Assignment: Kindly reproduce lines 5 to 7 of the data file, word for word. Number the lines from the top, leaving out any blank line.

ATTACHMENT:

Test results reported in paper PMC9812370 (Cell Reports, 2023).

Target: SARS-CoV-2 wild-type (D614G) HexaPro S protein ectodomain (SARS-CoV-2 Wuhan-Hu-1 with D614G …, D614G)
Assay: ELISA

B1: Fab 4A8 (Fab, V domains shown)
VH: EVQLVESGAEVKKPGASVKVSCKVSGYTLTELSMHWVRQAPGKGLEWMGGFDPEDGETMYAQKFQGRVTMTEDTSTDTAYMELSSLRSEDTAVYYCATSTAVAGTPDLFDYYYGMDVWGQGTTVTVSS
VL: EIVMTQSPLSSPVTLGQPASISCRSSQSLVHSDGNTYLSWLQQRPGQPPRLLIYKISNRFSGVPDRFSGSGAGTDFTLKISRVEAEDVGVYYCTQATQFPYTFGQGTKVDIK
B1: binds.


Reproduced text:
VH: EVQLVESGAEVKKPGASVKVSCKVSGYTLTELSMHWVRQAPGKGLEWMGGFDPEDGETMYAQKFQGRVTMTEDTSTDTAYMELSSLRSEDTAVYYCATSTAVAGTPDLFDYYYGMDVWGQGTTVTVSS
VL: EIVMTQSPLSSPVTLGQPASISCRSSQSLVHSDGNTYLSWLQQRPGQPPRLLIYKISNRFSGVPDRFSGSGAGTDFTLKISRVEAEDVGVYYCTQATQFPYTFGQGTKVDIK
B1: binds.